Since I switched to digital, I use very few filters, but I use a polarizing filter very often. I no longer use my Singh-Ray graduated neutral density filters because I can achieve better results by shooting two exposures and blending them in Photoshop, but I expect the filters to be a big help when I start shooting video. Besides the polarizer, the only other filter I use is the Singh-Ray variable neutral density filter, which is ridiculously expensive. It allows me to slow the shutter speed to achieve creative effects with waterfall, river, and wave photography. I also use it for photographing street scenes and highways where I want to show streaks of light from movement. The filter is nice, but I haven't decided yet whether I think it's worth $340.
I do a lot of shooting from my kayak in the blackwater swamps, rivers, and saltwater sounds along the coastal plain. Places like Merchants Millpond State Park, Black River, and Core Sound (at Cape Lookout National Seashore) are favorites. We're talking shallow waters, rarely more than 12 feet deep, so my two homemade tripods work well for shooting from the kayak. I jam the tripod legs into the soft sand or mud, then attach an old Bogen Side Arm (don't know what Manfrotto calls it now) to the old Arca-Swiss ball head on the tripod and then a small ball head onto the Side Arm. This gives me lateral extension so I can shoot from the kayak without having to lean over the boat. To stabilize the boat, I made a special rigging for 10-pound anchors at the bow and stern. I can lower and raise both anchors while seated. With the anchors set, the kayak stays put even in a strong current. It's a slow, methodical process, but it works beautifully, allowing me to shoot long exposures from the kayak the same as I do on land.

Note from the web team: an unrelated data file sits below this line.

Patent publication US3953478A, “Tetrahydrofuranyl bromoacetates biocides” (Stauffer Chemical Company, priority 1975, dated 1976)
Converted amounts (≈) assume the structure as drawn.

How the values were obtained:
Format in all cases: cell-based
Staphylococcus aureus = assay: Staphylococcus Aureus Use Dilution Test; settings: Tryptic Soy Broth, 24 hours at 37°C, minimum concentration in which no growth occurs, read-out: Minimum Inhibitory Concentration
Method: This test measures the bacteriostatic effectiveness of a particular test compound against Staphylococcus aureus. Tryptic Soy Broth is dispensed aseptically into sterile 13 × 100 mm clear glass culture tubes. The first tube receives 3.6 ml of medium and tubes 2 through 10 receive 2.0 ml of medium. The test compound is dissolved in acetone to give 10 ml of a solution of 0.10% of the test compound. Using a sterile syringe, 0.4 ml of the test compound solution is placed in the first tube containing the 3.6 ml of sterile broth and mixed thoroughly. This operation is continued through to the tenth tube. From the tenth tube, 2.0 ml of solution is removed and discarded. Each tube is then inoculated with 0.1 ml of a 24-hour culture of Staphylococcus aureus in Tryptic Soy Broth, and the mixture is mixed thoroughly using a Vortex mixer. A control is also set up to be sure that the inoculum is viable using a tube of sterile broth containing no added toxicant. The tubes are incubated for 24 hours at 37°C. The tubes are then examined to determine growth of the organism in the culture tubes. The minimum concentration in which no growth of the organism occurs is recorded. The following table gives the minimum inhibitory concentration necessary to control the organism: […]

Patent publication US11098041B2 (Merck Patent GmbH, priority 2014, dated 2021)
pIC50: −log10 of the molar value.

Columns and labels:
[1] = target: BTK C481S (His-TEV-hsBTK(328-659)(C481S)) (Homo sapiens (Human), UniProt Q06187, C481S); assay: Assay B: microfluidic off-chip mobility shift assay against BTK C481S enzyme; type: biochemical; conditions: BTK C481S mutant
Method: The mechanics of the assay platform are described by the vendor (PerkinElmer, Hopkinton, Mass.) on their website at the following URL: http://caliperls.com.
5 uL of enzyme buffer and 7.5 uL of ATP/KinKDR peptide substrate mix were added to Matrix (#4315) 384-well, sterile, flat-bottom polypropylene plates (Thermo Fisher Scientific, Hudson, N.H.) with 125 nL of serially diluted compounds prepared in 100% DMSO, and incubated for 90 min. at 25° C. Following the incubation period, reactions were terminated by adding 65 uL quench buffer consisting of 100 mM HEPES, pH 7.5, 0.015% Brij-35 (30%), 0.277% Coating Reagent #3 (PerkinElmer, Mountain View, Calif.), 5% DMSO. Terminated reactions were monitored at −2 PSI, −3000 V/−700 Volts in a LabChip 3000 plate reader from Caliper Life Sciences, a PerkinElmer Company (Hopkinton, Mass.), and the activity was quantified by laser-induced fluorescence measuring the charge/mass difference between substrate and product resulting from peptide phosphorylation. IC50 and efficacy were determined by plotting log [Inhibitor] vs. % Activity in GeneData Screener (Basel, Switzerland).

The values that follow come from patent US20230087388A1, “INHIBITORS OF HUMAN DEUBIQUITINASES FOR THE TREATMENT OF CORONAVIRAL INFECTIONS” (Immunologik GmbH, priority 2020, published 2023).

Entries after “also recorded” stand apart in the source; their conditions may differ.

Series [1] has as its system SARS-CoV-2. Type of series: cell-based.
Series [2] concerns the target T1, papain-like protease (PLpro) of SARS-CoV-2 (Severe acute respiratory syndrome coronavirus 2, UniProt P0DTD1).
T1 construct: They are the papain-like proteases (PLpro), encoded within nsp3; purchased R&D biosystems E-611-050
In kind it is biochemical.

SanDisk Extreme III CompactFlash cards.
Nikon SB 800 and SB600 flashes.
Pocket Wizards for firing the flashes remotely. Panorama gear from Really Right Stuff. I modified the base from a surveyor's transit for use as a leveling device for the pano gear.
Quick release plates from Really Right Stuff. I LOVE the L plates.
Nikon MC-30 remote release for general shooting.
Nikon MC-36 remote release for astrophotography and other types of timed photography.
Where does it all come from?
First, a full-disclosure disclaimer. No one is paying me to say nice things about them and no one is sending me free gear. (If anybody wants to, I'm all ears!) I promote people and companies because I happen to like their products and the way they do business. Simple as that.
For ball heads, panorama gear, camera plates and clamps and other related camera-support goodies, Really Right Stuff has been my company for some fifteen years. They Really do have the Right Stuff!
For cameras, tripods, printers, software, and general photography gear, I get my stuff from Gary Farber at Hunt's Photo & Video.